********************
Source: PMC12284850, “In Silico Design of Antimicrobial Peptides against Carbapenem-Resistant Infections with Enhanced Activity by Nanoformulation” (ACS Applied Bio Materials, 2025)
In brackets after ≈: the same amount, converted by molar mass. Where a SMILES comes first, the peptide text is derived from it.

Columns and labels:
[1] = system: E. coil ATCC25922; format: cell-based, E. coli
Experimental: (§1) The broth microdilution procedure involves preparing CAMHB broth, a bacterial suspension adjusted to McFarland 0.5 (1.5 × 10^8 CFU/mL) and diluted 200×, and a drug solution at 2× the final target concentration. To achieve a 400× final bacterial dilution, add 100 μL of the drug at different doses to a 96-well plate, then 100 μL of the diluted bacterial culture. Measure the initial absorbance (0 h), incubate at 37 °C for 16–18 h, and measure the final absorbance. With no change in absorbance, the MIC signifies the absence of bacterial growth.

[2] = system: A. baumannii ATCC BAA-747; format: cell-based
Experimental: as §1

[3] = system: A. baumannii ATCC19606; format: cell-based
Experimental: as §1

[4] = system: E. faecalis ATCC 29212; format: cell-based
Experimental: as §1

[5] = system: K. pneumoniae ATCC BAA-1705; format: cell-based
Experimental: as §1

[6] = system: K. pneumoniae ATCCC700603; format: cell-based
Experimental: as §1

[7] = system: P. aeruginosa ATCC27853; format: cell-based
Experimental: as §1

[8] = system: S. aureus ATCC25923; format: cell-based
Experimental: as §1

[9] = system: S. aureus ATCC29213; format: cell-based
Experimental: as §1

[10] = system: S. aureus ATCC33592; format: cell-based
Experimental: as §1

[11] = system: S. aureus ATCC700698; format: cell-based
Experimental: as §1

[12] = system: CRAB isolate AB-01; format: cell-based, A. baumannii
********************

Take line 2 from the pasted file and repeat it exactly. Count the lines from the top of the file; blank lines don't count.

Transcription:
In brackets after ≈: the same amount, converted by molar mass. Where a SMILES comes first, the peptide text is derived from it.